The Science Wonk

The headlines this summer have been marred by one disturbing theme: an attack on diversity in the United States.

Students participate in March for Science in Washington, DC.

On a rainy Saturday in Washington DC, I joined 40,000 scientists from all academic disciplines gathered to March for Science. This was one of over 600 satellite marches across the world spanning all seven continents. The marches drew hundreds of thousands of people out to make our voices heard. We marched to end the use of “alternative facts.” We marched to encourage diversity in science. We marched to display the importance of immigrants to the scientific community. And most prominently, we marched for the future of science.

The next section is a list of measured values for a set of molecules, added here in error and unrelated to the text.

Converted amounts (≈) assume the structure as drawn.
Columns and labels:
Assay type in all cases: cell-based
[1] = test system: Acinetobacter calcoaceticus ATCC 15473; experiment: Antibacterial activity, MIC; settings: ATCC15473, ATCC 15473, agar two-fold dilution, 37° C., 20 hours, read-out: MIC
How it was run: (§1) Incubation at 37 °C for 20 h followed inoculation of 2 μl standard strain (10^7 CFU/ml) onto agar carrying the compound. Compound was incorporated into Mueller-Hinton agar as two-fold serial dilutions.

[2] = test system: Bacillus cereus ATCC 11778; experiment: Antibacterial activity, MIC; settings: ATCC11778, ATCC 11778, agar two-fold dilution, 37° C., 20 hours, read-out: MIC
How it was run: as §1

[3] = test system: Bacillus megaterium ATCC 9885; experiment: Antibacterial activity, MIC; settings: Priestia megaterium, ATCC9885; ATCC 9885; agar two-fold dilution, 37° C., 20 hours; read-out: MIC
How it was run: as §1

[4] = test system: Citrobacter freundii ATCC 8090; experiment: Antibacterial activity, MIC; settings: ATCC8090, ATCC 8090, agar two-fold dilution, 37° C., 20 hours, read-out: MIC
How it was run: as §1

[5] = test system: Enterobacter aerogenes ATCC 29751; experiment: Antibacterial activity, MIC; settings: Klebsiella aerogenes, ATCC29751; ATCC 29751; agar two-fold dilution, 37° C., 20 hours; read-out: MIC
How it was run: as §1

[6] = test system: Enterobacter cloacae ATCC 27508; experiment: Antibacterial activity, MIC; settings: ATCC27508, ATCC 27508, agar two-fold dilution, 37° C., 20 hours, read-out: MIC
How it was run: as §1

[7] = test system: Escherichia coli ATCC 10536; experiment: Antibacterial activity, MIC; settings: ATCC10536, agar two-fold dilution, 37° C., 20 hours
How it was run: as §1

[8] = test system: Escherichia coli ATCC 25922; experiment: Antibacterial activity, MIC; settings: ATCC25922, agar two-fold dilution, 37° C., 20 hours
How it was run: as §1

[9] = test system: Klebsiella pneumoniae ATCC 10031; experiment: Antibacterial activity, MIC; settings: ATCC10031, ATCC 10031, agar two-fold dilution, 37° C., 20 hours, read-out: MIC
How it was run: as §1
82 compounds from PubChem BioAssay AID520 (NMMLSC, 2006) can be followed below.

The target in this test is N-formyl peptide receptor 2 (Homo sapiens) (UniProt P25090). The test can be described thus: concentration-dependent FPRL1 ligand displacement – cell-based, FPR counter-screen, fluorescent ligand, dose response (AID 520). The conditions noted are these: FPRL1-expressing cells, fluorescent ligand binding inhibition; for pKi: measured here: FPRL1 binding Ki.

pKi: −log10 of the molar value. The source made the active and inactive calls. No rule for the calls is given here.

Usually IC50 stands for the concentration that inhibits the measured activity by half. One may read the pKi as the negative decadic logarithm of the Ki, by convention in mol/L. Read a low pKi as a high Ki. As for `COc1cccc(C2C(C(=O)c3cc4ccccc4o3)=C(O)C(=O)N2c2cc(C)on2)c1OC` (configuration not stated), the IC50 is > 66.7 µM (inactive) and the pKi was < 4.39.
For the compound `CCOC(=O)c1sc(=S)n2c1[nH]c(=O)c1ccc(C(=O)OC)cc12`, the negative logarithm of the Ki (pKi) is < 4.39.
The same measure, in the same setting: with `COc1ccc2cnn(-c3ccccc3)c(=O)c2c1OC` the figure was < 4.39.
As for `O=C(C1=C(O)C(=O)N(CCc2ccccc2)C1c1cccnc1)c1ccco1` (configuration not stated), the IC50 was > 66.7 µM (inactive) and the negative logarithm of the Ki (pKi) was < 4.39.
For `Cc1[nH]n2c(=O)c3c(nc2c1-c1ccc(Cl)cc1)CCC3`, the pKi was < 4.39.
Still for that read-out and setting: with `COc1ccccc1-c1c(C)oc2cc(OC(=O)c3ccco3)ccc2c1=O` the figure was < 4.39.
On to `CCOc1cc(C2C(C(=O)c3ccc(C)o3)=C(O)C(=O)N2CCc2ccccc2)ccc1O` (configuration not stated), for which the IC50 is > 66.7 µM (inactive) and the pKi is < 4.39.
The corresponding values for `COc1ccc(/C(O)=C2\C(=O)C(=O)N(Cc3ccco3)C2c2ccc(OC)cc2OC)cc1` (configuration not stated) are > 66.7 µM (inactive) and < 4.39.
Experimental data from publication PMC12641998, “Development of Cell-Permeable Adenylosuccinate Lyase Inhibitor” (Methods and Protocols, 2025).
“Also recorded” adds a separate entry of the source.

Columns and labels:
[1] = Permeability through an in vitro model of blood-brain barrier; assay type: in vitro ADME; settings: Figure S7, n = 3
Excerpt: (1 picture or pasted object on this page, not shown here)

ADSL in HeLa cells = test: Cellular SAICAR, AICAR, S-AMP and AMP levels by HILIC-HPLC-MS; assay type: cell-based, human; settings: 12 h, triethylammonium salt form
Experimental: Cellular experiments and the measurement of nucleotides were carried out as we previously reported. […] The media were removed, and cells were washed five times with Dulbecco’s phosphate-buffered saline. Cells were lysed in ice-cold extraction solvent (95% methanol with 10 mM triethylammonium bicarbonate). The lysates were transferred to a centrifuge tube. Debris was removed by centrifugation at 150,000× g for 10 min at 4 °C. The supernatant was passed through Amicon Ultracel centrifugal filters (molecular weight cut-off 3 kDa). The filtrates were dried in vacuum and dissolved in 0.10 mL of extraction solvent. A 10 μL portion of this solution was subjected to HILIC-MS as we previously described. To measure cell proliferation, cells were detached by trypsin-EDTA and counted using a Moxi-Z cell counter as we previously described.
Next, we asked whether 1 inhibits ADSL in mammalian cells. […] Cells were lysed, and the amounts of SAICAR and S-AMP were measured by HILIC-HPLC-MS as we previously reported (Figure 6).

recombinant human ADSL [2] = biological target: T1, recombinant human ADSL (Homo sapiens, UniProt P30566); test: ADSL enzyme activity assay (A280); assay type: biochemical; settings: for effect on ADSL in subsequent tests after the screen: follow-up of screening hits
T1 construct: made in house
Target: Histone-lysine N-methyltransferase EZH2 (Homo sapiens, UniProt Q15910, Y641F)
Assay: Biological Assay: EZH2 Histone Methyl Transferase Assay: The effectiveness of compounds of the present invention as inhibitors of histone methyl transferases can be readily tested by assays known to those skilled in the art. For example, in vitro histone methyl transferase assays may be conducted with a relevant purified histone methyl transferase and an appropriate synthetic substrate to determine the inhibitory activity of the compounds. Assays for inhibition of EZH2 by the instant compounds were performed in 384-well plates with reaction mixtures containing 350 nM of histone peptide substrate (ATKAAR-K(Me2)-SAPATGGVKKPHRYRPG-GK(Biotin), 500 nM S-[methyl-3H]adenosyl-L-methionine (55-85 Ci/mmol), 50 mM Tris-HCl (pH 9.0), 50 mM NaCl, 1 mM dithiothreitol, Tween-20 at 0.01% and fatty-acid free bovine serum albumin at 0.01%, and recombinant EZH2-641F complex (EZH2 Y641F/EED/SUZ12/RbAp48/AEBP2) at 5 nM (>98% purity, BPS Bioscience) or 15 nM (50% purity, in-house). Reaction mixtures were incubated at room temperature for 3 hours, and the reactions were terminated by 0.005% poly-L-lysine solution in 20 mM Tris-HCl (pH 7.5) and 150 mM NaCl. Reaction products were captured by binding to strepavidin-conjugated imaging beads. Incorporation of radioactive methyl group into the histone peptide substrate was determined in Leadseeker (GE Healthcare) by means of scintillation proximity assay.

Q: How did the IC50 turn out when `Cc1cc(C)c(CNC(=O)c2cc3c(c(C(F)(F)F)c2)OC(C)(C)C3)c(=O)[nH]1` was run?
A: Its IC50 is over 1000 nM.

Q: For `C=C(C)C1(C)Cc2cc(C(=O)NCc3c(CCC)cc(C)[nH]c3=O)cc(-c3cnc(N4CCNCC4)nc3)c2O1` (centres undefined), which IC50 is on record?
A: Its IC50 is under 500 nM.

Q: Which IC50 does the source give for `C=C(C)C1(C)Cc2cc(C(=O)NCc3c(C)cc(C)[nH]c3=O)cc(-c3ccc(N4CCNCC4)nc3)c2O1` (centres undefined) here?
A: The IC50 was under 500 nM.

UCSF students rally in Washington DC in front of the White House during the March for Science gathering.

“Is the March for Science political?” my friend asked me a week before the march. “Why are you doing it?” I thought about these two questions leading up to the UCSF Stand Up for Science Rally and March for Science, which I participated in along with hundreds of UCSF students, postdocs, faculty, staff and community.

Women are notoriously underrepresented in the world of politics.

​With the advent of CRISPR technology, editing human genomes is no longer the stuff of science fiction. But Hank Greely, a Stanford law professor and bioethicist, isn’t too concerned: “I don’t think it’s very important, I don’t think it’s gonna happen, but I don’t care about it even if it does,” he remarked (perhaps with a bit of tongue in his cheek), speaking at UCSF in January.

If you were to ride the D.C. metro the morning after the election, you would have been overwhelmed with a tense, eerie silence that pervaded the mood of the town.

This type of distress and strong emotion permeated throughout the country.

As a member of the Science Policy Group, people frequently ask me what science policy entails.